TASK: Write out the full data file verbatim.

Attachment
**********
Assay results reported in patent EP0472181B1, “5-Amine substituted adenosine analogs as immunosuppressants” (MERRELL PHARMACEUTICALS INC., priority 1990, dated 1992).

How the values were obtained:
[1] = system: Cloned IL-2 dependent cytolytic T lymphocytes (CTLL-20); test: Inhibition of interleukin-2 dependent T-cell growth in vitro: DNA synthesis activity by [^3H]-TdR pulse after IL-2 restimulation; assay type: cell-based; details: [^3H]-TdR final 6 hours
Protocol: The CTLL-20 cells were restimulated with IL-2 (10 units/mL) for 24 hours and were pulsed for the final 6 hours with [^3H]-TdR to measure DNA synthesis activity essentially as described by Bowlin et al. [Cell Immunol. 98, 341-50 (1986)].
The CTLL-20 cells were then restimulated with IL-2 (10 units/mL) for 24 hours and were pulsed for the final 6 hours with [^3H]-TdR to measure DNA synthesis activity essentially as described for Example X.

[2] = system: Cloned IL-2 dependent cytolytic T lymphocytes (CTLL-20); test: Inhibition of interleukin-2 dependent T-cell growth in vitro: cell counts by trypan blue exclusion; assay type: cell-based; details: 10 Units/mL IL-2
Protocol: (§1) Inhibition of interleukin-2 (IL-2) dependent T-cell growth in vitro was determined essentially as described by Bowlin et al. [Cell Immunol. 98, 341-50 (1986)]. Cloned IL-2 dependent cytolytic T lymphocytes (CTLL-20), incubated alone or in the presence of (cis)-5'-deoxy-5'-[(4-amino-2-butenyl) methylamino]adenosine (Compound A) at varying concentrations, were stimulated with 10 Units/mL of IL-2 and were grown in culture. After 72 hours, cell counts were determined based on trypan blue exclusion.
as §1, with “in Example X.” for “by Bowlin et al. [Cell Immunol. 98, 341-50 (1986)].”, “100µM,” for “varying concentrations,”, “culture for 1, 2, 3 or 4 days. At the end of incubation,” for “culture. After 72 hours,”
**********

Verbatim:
Assay results reported in patent EP0472181B1, “5-Amine substituted adenosine analogs as immunosuppressants” (MERRELL PHARMACEUTICALS INC., priority 1990, dated 1992).

How the values were obtained:
[1] = system: Cloned IL-2 dependent cytolytic T lymphocytes (CTLL-20); test: Inhibition of interleukin-2 dependent T-cell growth in vitro: DNA synthesis activity by [^3H]-TdR pulse after IL-2 restimulation; assay type: cell-based; details: [^3H]-TdR final 6 hours
Protocol: The CTLL-20 cells were restimulated with IL-2 (10 units/mL) for 24 hours and were pulsed for the final 6 hours with [^3H]-TdR to measure DNA synthesis activity essentially as described by Bowlin et al. [Cell Immunol. 98, 341-50 (1986)].
The CTLL-20 cells were then restimulated with IL-2 (10 units/mL) for 24 hours and were pulsed for the final 6 hours with [^3H]-TdR to measure DNA synthesis activity essentially as described for Example X.

[2] = system: Cloned IL-2 dependent cytolytic T lymphocytes (CTLL-20); test: Inhibition of interleukin-2 dependent T-cell growth in vitro: cell counts by trypan blue exclusion; assay type: cell-based; details: 10 Units/mL IL-2
Protocol: (§1) Inhibition of interleukin-2 (IL-2) dependent T-cell growth in vitro was determined essentially as described by Bowlin et al. [Cell Immunol. 98, 341-50 (1986)]. Cloned IL-2 dependent cytolytic T lymphocytes (CTLL-20), incubated alone or in the presence of (cis)-5'-deoxy-5'-[(4-amino-2-butenyl) methylamino]adenosine (Compound A) at varying concentrations, were stimulated with 10 Units/mL of IL-2 and were grown in culture. After 72 hours, cell counts were determined based on trypan blue exclusion.
as §1, with “in Example X.” for “by Bowlin et al. [Cell Immunol. 98, 341-50 (1986)].”, “100µM,” for “varying concentrations,”, “culture for 1, 2, 3 or 4 days. At the end of incubation,” for “culture. After 72 hours,”